In brief, the spiritual life needs to be approached slowly, gently, with experience. Other Fathers repeat frequently that one needs to cleanse one’s heart of sinfulness, all passionate movements before the new wine of the Spirit can be poured in.

For many even the above explanation might seem too abstract, or distant, unattainable, out of range, or simply not understandable. Can we begin to speak about prayer of the heart, stillness, cleansing of the eye of the soul, the nous to someone who is engrossed in video games, social media, obsessively texting, perhaps can’t even sign their name because cursive writing is no longer taught, or read a clock with hands on the wall since many can only read a digital clock on their phone?

There is a solution, difficult although not as daunting as reading the Philokalia or any advanced book about the spiritual life.

What can be done if there is no old wine skin or old garment, or no garment at all? Just an empty barrel. What to do if one’s belief system, one’s culture has been heavily or exclusively impacted by the ever prevalent fornication culture, wall-mart -plastic-land -culture, persistent fake news, if the only music one knows is a thumping, frantic rhythm accompanied by 5-6 repeated words, or a cascade of x- rated lyrics. Not being able to string three sentences together without using words like, woke, yolo, savage, kewl? Or needing a special app to teach you how to write intelligible texts or the one you wear on your wrist that indicates if you are compatible with the person you are having dinner with, since you've lost the criteria to monitor your or others’ emotional pulse?

An analysis of what’s happening now, describing the contemporary mindset, a cross section of the general public’s psychological profile is thought provoking. There are many studies, books, blogs etc. dealing with these issues. Here we need to agree that generally what people now live by, their motivations, tastes, world outlook, is not very compatible with the understanding of salvation offered by Orthodoxy.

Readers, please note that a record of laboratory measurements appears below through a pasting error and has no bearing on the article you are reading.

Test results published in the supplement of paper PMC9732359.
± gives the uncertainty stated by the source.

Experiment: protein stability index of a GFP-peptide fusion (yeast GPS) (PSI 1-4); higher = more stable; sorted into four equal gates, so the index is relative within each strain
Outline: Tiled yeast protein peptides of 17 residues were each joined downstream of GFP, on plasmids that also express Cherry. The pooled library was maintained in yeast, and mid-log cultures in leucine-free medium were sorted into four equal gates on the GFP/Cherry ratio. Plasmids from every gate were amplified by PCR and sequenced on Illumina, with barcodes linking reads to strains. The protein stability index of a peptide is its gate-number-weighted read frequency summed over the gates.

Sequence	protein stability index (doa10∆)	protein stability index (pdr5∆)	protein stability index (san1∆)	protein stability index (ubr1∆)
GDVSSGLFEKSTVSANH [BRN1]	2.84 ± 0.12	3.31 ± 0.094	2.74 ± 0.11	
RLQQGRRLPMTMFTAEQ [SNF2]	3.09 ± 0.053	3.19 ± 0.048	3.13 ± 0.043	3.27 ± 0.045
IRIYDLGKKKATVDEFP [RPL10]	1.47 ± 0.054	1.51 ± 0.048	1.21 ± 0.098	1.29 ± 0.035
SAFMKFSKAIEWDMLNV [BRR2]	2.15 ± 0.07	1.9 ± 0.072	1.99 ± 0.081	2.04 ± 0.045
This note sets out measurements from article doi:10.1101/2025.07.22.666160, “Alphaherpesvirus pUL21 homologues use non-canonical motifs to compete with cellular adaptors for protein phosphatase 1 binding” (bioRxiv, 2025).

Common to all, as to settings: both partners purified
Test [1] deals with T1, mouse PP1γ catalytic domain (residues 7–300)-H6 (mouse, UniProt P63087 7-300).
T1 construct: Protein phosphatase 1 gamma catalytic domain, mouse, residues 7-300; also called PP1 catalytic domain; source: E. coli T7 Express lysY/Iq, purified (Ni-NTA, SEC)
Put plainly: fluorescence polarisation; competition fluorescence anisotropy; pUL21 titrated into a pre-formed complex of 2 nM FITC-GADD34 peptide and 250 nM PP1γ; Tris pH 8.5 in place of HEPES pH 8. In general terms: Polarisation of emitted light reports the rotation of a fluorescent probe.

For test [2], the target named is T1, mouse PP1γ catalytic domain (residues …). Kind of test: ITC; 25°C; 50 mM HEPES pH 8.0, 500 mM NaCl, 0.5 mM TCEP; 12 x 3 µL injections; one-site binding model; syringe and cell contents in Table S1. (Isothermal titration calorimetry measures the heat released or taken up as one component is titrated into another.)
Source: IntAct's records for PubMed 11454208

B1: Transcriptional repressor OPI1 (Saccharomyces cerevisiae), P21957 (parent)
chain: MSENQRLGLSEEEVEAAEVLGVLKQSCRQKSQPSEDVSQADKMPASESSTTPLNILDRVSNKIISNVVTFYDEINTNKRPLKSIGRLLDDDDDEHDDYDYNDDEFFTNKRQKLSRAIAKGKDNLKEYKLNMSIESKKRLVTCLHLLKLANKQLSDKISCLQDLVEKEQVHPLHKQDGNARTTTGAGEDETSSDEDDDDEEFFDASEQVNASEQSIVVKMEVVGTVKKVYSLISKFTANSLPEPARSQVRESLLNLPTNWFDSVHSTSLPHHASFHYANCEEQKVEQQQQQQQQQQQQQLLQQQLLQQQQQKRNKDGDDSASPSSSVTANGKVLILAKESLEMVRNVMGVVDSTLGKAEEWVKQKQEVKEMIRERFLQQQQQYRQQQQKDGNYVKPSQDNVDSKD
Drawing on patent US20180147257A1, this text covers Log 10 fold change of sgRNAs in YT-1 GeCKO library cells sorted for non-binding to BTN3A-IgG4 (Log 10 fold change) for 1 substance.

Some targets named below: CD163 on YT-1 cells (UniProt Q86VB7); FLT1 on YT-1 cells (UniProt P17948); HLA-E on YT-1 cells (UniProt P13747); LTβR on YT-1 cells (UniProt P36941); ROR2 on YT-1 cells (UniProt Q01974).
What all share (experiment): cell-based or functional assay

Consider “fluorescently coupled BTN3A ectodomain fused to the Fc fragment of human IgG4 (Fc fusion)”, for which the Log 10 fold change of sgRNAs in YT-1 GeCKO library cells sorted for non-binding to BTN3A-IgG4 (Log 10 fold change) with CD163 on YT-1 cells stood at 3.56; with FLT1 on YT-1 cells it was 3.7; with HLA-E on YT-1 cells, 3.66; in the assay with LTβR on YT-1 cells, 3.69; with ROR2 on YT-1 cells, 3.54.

The answer is not bringing Orthodoxy up to date, quite the opposite. My understanding is that people don’t want the boring, superficial, mundane, trendy in their religion. Already saturated with everything that is driving them to psychotropics, suicide. They thirst for mystery, transcendence, otherworldliness, something genuinely different, enchanting, soul-satisfying, eternal, enriching, substantial, cosmic, that which moves them to their very core. But it’s difficult to transition from hip hop and chartreuse spiked hair to a salvific experience of Orthodox in one leap.

Don t be mistaken, everyone is welcomed and sought out by Christ, tats, spikes, piercings and all.

Father Seraphim Rose offered the concept of a gradual formation of the soul as a possibility to bridge the gap. This in fact was nothing new, but understood by the Fathers, and implied by the words of Christ the Savior quoted above.

So, where do we begin? By exploring the affirmed useful models of the past and learn to discern what is also good in the present situation. And at the same time, if we are being grounded in Orthodoxy, in the spiritual life, we can better discern these models. The Lord in the Gospel says you know the signs of weather changes but you can’t discern the signs of the times. The Church can teach how to read the signs.